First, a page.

On the morning of May 26, I casually walked into the kitchen at home and my partner told me that I needed to watch the news. “Another Black man has been killed by police officers,” he said, and then proceeded to show me the video of the murder of George Floyd. I stood there watching the horrifying images, and as I did, I became overwhelmed with emotion. I sat down in the kind of disbelief that can only come from knowing I was witnessing an innocent man’s life being taken by extreme and brutal force. I felt helplessness, anger and extreme sadness. But more than that, I was gripped by an overwhelming shame.
When my partner first told me what had happened, my immediate thought was, “I wonder what he was doing to get himself killed?” My reaction almost made me physically ill. And then I recalled that this had been my default response to so many other unnecessary deaths. In that moment, I questioned my character. What kind of person am I? What have I been doing?
At the beginning of 2020, I, like so many others, was looking forward to a great year and decade. I had plans for positive and exciting changes in my business and personal life. Although I knew it would be filled with a lot of hard work followed by much reward including my retirement, I knew it was coming and I anticipated its arrival with great optimism.
Then the pandemic became reality, and I found my plans turned upside down. I prioritized with the Principals of the firm to make decisions on how to proceed with business and take care of our team and clients. That became the new focus, and we had it under control. I was all set with a new plan of action.
Newberry Architecture is a small firm, and our team is a culturally diverse group of men and women of different races, sexual orientations and religions. After the senseless killing of George Floyd, we all agreed that we had an obligation to take a stand against racism. They gave me their unanimous support to write this piece as the founder of the firm.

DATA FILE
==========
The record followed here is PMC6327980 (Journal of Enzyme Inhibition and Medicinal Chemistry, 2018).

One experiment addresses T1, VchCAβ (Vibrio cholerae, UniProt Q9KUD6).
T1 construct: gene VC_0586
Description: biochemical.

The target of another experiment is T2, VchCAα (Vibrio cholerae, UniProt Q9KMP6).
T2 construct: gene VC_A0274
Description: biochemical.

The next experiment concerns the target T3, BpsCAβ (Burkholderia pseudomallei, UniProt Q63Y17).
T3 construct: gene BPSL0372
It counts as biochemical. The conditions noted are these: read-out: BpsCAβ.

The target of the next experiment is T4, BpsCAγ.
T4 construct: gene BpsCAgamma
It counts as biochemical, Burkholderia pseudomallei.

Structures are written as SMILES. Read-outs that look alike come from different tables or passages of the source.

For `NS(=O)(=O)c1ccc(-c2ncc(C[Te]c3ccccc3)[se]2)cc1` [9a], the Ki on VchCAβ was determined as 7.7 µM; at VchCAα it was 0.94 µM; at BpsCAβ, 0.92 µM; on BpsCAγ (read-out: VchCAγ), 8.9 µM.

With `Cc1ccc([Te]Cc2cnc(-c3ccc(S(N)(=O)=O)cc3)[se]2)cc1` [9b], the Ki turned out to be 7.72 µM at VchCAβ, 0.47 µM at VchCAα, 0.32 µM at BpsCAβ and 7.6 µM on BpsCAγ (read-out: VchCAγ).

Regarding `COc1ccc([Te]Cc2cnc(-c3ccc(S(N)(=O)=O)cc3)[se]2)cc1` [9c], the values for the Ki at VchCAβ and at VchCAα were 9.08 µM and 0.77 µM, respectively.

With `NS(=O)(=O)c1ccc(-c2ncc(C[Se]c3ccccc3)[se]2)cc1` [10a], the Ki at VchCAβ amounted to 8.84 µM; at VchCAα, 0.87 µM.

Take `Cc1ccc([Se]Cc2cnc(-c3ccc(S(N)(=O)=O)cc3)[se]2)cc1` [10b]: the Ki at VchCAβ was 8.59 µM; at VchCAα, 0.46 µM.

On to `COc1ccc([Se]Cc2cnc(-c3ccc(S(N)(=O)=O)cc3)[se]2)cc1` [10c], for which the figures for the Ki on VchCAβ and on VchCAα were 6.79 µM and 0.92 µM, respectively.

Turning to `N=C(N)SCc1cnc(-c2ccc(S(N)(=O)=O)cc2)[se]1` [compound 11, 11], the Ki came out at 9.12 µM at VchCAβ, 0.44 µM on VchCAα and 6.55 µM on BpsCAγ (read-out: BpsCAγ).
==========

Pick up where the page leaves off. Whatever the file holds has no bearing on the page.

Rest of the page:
With that, I am speaking from my heart and a place of love for my fellow humans – and for all of humankind.
Considering George Floyd’s tragic death and my initial reaction to it, I was in total conflict. Certainly, I am not a racist. How could I be? My partner is Dominican and Lebanese. I helped build an orphanage and school in Kenya. My best friend Horace was a Black man. Horace and I did everything together for over 10 years before kidney failure took him. We had many discussions about racism, and I experienced and witnessed firsthand the racist actions taken against us as friends and against him as an individual.
But it’s not quite that easy, is it? Did I experience racism with my best friend or did I simply observe it? How could I have such conflicting thoughts and actions? Is this part of systemic racism? I have so many questions and so much to learn.
What I do know is this: We have a problem with racism and the marginalization and oppression of people in our country and around the world. We all know children are not born racist. Racism is learned, and we will not stop it until we address systemic racism. It is time for a change. I am going to start with a self-audit so I can be part of this change.
I look at myself and realize that I have only stood up against racism within my own family. Otherwise, I have mostly remained silent. I have cut people out of my life that were racist, but I never did anything to change their hearts or to show them the pain they were causing. I took the easy path without conflict and never really made a difference. I have not stood up enough or done enough to fight racism. I have experienced prejudices against me my entire life, but I have never experienced racism. I have only observed it. I am a white man who for the most part stayed silent behind – and protected by – the color of my skin. I thought I was doing enough, but I wasn’t. I was actually asleep.
I am awake now and alive with a new awareness. I realize that my plans and ambitions for 2020 and the new decade were too small and self-centered. This is so much bigger than I could have ever imagined, and it is certainly bigger than me. I am hopeful the world is about to change. I am again reminded that I am just a grain of sand in God’s big plan. I understand there is immense anger, pain and suffering across our country and around the world. Racism and Covid-19 are part of a global pandemic that has polarized and divided us in ways we have not seen in a long time.
I trust God must have a plan to bring us back together. History has proven that change always comes after a tragedy. I will be part of the change by supporting and participating in peaceful protest. I will educate myself and others. And most of all, I will no longer remain silent.
Martin Luther King Jr. said, “The time is always right to do what is right.”
It’s time. Great changes are on the horizon, and I trust we will all find unity through acceptance, compassion and love to become active participants in driving those changes, both as individuals and as a society. Racism must end. The team at Newberry Architecture is ready to do whatever we can, however we must, to eliminate racism.
– Ken Newberry